Talk to me about the stadium-rock title track “Hands All Over.”
[laughs] Oh yeah, it’s full-on cock-rock, which is funny for us because you’d assume Mutt would’ve shepherded us in that direction, but that wasn’t really the case. Adam came up with the concept for the song and he was kind of writing it like ‘Here Mutt, I’m going to show you what I think a Mutt Lange rock song would sound like’ [laughs]. It was kind of something you’d expect from a Maroon 5-Mutt Lange collaboration—real provocative and full of bravado. When we were finished recording the album we looked back at this track and we were like, ‘holy shit, does this song even fit in with the others’ just because its audaciously ’80s… [laughs] but ultimately we just decided not to take ourselves too seriously and include it on the album.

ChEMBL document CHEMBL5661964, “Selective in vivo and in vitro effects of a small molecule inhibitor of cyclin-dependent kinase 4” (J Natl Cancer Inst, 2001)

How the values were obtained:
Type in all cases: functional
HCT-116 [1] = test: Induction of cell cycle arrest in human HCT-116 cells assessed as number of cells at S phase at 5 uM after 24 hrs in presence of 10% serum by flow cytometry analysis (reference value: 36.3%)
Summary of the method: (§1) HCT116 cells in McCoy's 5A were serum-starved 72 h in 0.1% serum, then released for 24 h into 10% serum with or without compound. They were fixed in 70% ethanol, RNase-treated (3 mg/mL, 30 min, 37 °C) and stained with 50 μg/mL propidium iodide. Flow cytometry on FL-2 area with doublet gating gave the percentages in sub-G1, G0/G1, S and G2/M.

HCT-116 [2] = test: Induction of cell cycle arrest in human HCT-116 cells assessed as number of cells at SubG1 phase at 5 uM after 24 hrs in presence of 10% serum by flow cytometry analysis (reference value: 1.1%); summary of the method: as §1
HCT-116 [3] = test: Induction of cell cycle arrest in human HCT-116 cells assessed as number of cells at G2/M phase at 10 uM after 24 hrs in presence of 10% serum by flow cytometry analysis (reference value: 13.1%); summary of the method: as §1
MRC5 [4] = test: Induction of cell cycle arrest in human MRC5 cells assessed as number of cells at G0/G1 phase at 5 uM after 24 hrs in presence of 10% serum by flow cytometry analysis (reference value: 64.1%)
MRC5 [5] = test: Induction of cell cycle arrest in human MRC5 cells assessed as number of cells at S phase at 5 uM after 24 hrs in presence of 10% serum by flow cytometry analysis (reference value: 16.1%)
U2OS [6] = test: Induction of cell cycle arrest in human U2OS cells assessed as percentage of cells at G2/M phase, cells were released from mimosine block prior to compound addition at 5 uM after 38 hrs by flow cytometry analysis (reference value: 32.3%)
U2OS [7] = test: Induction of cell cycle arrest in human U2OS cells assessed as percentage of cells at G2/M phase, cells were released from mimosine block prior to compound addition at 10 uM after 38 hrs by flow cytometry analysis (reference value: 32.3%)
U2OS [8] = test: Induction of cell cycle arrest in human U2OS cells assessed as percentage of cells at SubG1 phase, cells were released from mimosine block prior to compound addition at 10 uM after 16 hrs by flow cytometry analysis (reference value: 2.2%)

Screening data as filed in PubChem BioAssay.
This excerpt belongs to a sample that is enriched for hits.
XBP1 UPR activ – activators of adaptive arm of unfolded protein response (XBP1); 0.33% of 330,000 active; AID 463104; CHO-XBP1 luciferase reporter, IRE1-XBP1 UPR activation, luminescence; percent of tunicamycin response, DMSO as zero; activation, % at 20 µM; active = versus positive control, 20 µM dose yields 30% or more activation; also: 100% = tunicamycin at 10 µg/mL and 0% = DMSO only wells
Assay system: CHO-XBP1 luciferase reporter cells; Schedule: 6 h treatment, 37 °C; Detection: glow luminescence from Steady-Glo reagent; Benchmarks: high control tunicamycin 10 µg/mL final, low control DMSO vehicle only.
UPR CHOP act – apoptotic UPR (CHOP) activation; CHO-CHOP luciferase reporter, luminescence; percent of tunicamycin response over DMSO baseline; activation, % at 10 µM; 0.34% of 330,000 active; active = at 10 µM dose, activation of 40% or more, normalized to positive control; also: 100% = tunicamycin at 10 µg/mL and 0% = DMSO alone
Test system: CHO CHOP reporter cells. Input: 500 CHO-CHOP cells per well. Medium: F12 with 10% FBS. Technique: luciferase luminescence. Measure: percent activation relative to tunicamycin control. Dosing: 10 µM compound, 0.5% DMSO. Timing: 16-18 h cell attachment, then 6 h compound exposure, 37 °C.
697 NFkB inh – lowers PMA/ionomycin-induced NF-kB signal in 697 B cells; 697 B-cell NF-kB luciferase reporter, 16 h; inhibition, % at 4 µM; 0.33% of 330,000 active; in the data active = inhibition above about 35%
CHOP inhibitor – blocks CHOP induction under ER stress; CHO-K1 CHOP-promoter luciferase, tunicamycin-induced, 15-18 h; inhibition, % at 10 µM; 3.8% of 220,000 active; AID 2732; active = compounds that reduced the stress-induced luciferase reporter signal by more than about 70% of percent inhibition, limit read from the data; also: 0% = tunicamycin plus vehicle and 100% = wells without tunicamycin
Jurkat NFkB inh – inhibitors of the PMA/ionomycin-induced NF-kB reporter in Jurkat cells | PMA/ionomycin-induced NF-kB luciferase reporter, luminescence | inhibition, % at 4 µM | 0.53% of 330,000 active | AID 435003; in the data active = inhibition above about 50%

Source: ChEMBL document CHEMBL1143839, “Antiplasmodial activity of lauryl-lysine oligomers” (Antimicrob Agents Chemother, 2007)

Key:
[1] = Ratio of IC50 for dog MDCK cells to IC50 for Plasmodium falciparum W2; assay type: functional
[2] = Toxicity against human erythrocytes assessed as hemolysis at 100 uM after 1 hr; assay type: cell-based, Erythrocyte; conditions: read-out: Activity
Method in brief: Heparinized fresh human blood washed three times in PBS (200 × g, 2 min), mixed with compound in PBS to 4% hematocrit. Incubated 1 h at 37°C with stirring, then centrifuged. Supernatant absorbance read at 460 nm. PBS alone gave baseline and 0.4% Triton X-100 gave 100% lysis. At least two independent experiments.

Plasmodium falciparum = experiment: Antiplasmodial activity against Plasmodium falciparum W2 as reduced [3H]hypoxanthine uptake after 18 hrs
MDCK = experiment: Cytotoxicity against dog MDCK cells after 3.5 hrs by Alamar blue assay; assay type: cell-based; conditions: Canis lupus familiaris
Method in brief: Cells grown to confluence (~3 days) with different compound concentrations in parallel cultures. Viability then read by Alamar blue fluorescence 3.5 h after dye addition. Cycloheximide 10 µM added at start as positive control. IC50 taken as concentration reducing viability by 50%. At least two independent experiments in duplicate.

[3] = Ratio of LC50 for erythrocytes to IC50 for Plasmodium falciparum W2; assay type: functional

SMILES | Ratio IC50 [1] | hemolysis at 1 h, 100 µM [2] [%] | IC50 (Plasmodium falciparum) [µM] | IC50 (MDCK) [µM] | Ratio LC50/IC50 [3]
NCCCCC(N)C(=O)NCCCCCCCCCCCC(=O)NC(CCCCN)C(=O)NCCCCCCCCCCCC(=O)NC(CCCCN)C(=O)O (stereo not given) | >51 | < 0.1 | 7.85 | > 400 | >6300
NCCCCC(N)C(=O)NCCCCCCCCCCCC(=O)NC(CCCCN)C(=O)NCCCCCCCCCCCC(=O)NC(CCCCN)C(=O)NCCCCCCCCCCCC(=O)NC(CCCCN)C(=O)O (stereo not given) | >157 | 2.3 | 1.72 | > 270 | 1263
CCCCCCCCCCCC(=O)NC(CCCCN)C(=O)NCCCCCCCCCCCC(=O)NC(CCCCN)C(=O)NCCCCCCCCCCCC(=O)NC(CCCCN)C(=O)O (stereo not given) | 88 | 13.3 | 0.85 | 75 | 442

How did that song come about?
With its guitar riff, you’d think that it was first, but it started with this weird looping keyboard part Adam had come up with. He took this drum machine and put a rhythmic beat through a mini Korg processor-thing, and Mutt heard it and said “You guys should take that and turn it into a song.”
When I was coming up with that main riff I was trying different things over and over and I kept going back to that starting keyboard track as a take-off point. The notes I use are different than the keyboard part, but the pattern and rhythm of my riff flows with the keyboard giving both tracks a lot more room in the song. When we’ve played that track live it’s gone in a different direction—more like a Red Hot Chili Peppers song because we speed it up and it goes near this funk-metal range that’s really fun to play live by just digging into the main riff on the sixth string.